Do you often listen to Ahmet Kaya music?

Certainly. To this day, when I have difficulty expressing my troubles, I listen to Ahmet Kaya, and he speaks for me. His music has an interesting magic. I think Ahmet Kaya is a person of music who knew this society and its individual from back to front, down to its very last cell.

If Ahmet Kaya were alive today, how do you think his musical journey would have evolved?

I also think about this sometimes, and when I do, I feel sorrow — because, in this respect, we have been deprived of so much. He was going to write beautiful lyrics, make compositions, and sing songs. He was brave in his own time, but perhaps with age, he would have been even more musically daring. We are also in the midst of a digital era, and I have always wondered how he would have adapted to this age. He would probably have produced highly experimental work. He might have wanted to do something with young protest music artists like Ezhel, he could have found him to be close in style to his own.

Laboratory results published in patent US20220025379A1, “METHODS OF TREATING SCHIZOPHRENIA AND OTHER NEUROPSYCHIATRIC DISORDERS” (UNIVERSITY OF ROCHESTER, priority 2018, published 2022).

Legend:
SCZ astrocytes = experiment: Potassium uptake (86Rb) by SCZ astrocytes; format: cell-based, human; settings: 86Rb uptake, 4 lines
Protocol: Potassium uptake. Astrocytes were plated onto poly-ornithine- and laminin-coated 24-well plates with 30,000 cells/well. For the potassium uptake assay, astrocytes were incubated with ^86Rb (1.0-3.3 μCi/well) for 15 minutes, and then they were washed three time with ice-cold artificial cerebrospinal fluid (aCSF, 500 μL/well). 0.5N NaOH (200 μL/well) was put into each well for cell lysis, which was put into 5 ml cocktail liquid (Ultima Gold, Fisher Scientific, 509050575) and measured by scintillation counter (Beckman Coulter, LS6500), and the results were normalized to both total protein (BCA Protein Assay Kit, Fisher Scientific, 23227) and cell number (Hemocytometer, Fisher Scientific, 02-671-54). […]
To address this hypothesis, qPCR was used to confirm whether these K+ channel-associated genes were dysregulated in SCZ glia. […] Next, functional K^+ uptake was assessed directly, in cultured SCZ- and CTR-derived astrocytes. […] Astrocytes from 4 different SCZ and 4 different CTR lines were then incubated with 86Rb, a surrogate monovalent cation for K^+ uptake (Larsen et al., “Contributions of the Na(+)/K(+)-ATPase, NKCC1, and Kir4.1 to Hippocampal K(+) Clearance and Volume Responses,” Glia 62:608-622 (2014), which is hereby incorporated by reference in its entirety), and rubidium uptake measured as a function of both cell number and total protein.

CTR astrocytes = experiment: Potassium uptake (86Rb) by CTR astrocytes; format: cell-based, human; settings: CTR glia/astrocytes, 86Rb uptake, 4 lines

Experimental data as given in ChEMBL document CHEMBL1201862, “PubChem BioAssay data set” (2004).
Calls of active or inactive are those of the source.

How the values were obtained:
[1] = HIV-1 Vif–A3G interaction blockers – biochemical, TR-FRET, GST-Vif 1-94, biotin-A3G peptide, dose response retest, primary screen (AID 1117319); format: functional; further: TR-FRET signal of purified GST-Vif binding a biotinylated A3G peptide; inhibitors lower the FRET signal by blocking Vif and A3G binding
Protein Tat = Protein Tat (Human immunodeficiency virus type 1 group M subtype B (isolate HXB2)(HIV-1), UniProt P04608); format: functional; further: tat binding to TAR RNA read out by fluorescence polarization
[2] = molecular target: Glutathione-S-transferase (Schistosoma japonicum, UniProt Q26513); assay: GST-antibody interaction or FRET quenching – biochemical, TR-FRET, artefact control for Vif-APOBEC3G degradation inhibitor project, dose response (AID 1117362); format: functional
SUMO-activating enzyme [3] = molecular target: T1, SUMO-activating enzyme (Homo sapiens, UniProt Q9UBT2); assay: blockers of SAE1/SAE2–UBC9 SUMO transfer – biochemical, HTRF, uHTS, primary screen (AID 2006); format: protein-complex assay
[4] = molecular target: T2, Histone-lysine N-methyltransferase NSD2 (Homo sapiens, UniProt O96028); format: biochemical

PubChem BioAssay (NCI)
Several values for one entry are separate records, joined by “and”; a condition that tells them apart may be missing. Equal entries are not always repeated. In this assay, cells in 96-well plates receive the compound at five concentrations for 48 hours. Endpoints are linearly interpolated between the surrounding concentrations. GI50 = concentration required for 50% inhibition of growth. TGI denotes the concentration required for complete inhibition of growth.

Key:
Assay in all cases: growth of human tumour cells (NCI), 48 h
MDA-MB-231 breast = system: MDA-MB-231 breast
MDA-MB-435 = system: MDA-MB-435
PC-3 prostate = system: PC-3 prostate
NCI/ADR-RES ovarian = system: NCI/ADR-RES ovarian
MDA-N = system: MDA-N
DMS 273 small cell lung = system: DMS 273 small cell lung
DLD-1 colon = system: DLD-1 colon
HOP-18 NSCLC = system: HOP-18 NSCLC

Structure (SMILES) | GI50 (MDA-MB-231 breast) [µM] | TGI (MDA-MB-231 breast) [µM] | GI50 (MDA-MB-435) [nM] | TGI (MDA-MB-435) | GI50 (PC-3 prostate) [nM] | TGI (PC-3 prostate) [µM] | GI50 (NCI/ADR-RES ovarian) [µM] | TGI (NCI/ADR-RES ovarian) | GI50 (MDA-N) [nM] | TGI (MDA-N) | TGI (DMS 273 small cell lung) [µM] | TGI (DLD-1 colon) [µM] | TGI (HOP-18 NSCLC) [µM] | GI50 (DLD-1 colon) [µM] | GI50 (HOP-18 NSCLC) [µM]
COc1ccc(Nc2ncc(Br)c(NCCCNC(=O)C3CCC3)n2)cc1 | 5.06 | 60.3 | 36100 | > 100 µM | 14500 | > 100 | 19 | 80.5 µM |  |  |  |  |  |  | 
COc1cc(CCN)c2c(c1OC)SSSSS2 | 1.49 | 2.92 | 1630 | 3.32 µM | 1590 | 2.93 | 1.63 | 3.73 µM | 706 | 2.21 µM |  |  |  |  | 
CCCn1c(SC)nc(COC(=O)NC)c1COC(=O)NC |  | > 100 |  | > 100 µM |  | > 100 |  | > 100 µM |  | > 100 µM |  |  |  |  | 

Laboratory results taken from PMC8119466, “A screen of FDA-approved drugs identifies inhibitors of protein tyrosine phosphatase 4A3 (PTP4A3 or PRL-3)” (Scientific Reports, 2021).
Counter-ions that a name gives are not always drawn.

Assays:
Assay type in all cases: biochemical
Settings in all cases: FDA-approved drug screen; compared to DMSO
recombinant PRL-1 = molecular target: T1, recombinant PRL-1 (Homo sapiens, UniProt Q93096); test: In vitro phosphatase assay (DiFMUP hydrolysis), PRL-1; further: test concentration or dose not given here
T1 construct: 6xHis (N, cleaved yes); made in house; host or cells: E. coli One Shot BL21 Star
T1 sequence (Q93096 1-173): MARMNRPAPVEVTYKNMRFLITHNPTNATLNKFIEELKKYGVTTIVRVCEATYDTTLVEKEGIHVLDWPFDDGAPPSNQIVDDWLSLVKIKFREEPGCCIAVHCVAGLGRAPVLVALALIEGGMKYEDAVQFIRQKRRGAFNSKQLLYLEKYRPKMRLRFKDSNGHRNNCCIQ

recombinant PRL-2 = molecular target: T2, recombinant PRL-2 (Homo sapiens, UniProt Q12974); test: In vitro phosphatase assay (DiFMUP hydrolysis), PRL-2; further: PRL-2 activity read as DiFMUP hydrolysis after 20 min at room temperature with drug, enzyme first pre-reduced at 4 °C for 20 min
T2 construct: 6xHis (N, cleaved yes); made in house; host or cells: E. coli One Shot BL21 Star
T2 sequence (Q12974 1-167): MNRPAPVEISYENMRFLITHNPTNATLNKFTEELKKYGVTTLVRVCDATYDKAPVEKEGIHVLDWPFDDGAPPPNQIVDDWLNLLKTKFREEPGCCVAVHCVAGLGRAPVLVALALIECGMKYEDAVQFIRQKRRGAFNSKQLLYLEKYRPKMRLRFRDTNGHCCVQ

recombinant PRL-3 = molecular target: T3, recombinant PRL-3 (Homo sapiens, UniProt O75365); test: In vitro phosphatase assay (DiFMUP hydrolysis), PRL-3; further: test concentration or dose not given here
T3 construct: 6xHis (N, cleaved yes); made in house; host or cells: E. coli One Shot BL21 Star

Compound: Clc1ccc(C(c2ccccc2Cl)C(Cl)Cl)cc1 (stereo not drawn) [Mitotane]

How do you think he would have reacted to his songs being covered by other artists?

In general, tribute albums get a lot of criticism because listeners usually want to continue listening to the song from the voice of the artist they first heard it from. But I think my father would have been very happy to hear other artists reinterpret his songs in various styles. He used to enjoy seeing how many different ways a song could be sung, how endless the possibilities were. I mean, he was an artist who was very open to experimentation. He was constantly experimenting at home. One day, before my father had ever released an album, he went backstage at one of Ruhi Su's performances and played the baglama for him. Ruhi Su told him, "This is no way to play the baglama, and nothing will ever come of you.” This is why my father titled his first concert "Baglama.” Even this says a lot about his delight in experimentation and his desire to break the mold even at the very beginning of his musical journey.